A Saturday public meeting held by the Concerned Citizens of Brant at the Paris Fairgrounds made one thing abundantly clear: a gravel pit just to the north of Paris proposed by Dufferin Aggregates won’t be excavated without a fight.
About 400 county residents gathered to hear Maude Barlow of the Council of Canadians lend her support to those who oppose the proposed 600-acre operation, which the Concerned Citizens of Brant (also known as the CCOB) says could threaten the town’s water supply.
Barlow told those in attendance that clean water is a human right and noted that communities must work together to ensure their water supply remains safe. Her words seemed to inspire those present in the overflowing hall.
“We’re fighting here in Canada and around the world for the same thing you’re fighting for in Brant – the right to say ‘no’ to what’s wrong for your community and to say ‘yes’ to what’s right,” Barlow said. “You have the power in your hands and if you take that power this aggregate pit will never be built.”
More and more Paris residents – and many others from outside the county community – want proof that the proposed gravel pit, to be located on Watts Pond Road, is not a threat to Paris’ water supply. They deserve to see the proof.
Of great concern is the fact that Dufferin’s license to extract gravel from the site was granted by the province 39 years ago. As was noted at Saturday’s public meeting, science has changed a lot in the past 39 years. Back then, people were allowed to smoke in hospitals, an illustration of how much thinking has changed. Concern over the decades-old permit seems even more valid when one considers the fact that the proposed gravel pit will be located on top of aquifers that feed Paris’ nearby Gilbert and Telfer well fields, which provide water to the town of about 12,000 people. And did we mention the pit will be located in a wellhead protection area?
For its part, Dufferin has maintained throughout the growing pit controversy that its site plan meets all current environmental legislation and poses no threat to nearby wells or watercourses.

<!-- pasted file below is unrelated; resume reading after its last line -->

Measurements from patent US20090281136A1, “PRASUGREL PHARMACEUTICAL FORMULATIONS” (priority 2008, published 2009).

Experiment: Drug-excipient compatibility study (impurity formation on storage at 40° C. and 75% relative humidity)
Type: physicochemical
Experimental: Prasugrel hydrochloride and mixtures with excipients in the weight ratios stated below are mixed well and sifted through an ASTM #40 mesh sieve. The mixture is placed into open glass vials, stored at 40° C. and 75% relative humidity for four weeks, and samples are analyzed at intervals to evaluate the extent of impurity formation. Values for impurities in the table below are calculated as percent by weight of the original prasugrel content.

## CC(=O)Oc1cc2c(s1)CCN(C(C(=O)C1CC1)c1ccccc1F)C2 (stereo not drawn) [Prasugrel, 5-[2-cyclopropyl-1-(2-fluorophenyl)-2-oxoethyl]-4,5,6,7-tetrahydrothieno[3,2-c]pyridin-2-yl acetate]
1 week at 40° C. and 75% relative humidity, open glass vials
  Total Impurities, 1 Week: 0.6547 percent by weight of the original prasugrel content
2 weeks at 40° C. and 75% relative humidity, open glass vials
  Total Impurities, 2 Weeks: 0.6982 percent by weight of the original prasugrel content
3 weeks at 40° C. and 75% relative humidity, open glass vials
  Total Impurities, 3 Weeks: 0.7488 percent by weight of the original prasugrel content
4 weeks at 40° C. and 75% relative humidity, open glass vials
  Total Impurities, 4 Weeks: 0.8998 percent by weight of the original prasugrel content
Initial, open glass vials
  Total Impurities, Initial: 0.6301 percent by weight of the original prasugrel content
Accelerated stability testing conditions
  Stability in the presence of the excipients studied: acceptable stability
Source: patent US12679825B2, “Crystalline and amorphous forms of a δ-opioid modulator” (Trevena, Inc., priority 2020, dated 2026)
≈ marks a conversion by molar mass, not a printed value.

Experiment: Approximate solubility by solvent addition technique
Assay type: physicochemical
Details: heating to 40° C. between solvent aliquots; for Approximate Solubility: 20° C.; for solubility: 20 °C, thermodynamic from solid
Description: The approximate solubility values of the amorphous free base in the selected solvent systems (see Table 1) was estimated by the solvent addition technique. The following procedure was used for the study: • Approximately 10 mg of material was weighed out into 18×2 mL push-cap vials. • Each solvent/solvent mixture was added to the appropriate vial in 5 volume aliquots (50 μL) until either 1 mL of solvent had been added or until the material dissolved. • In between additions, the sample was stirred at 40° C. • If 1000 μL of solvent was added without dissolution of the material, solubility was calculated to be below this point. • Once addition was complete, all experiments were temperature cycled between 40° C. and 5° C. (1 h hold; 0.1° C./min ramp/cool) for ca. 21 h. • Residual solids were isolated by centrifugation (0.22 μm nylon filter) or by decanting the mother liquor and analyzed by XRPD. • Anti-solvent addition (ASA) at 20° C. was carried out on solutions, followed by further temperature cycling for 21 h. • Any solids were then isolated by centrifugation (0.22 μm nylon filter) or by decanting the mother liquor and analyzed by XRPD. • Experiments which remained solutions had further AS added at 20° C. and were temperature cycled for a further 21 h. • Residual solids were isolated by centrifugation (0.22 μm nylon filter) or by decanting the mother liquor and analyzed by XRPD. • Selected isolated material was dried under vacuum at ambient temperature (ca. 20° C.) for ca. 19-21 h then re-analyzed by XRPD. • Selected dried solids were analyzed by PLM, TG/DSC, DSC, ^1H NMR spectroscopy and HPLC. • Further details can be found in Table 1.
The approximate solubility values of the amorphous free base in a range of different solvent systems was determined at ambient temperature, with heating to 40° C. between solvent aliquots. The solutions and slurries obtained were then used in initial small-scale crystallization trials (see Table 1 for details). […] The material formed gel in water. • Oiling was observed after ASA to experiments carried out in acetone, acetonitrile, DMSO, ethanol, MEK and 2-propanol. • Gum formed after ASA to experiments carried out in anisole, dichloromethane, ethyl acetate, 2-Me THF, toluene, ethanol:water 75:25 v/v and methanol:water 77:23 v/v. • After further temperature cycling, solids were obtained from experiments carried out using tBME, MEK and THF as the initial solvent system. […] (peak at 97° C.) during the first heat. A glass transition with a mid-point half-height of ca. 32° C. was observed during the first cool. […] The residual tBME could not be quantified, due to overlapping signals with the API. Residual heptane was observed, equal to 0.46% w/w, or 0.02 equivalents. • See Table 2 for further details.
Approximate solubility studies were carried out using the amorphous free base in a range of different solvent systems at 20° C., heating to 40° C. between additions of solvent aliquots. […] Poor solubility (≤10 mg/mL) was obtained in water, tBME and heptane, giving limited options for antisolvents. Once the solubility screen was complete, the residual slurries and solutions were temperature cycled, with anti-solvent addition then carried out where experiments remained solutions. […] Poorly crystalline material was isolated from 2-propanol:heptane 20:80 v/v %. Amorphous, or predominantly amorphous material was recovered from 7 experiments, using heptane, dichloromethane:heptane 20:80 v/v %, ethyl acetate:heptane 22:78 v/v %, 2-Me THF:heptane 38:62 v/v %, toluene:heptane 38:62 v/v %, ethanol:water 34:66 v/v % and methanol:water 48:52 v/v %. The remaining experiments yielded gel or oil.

In its latest move, the CCOB appealed to Ontario’s environmental commissioner, Gord Miller, to review the Dufferin license. The CCOB believes the 39-year-old license would not be granted based on current environmental standards and wants the license revoked and for Dufferin to reapply.
Having the license revoked and for Dufferin to reapply seems like a more than reasonable position to us. If the pit is not a threat, let the planned operation go through the same approval process any other pit approved in Ontario today would go through. With so much concern and so much at stake in Paris, it only seems to make sense.
County of Brant Mayor Ron Eddy, also a speaker at Saturday’s public meeting, said he fears contamination of Paris’ water supply, as well as the loss of farmland, should the aggregate pit be allowed to proceed. Brant’s longtime mayor called for “urgent changes” to legislation to protect source water. We stand behind Eddy in pursuing those changes.
Looking at this Paris pit controversy, we couldn’t agree more that change is needed. As Barlow said, members of a community should have the right to decide what is right for their community, especially when it comes to a crucial resource like water. It’s time for the provincial government to put the ability to make such important decisions into local hands. And, if Saturday’s meeting is any indication, it seems more and more Paris residents are beginning to feel the same way.